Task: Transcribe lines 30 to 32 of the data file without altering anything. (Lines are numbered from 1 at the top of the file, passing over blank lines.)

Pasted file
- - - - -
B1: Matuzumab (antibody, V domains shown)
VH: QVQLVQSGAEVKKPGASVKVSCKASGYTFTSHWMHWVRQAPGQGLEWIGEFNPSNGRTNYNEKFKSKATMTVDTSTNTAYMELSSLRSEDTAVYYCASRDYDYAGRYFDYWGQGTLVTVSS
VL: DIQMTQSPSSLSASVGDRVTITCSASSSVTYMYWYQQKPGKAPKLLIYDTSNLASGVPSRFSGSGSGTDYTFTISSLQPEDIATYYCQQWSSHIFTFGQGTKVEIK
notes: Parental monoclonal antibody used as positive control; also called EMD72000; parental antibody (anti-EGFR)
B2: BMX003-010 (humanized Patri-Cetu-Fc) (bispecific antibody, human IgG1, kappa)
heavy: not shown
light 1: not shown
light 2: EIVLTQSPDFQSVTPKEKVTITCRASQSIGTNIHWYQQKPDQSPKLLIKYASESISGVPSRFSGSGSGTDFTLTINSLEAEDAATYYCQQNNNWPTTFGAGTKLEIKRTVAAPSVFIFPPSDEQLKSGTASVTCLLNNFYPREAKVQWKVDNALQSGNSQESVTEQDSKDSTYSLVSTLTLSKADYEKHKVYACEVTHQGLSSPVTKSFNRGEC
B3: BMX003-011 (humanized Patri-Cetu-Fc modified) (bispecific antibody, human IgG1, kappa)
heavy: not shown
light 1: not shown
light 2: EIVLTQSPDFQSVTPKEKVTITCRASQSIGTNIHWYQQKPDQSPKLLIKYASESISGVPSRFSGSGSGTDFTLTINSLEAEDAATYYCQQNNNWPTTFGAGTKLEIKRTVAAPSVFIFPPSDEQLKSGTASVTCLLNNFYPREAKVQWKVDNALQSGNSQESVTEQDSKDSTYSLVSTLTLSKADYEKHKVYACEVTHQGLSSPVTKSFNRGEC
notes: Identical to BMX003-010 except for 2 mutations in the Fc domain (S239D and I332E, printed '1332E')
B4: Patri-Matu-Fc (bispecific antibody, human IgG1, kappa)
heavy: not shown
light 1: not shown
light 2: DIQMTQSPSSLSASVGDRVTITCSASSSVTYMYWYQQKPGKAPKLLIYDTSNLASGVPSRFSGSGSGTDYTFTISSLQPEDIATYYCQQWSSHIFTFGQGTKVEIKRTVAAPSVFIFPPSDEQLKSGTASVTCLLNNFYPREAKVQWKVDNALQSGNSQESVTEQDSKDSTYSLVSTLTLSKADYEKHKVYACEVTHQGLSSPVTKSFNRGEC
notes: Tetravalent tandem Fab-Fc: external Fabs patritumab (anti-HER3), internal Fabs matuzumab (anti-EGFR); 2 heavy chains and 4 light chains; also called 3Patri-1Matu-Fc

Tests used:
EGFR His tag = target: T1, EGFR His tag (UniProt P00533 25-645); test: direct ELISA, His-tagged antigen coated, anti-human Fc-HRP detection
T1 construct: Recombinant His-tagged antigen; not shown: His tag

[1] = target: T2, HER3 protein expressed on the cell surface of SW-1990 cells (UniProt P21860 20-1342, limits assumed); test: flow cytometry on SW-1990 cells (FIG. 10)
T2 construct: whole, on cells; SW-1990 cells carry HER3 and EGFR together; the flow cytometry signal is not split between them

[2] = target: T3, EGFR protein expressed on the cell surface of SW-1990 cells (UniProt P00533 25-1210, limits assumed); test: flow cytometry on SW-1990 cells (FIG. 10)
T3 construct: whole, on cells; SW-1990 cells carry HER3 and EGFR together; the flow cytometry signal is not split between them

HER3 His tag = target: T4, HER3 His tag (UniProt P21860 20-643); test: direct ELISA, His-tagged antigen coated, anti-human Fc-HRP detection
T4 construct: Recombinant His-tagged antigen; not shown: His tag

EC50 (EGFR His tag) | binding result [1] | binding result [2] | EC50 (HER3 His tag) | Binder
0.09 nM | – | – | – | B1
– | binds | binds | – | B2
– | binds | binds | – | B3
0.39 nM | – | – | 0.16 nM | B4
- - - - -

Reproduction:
– | binds | binds | – | B2
– | binds | binds | – | B3
0.39 nM | – | – | 0.16 nM | B4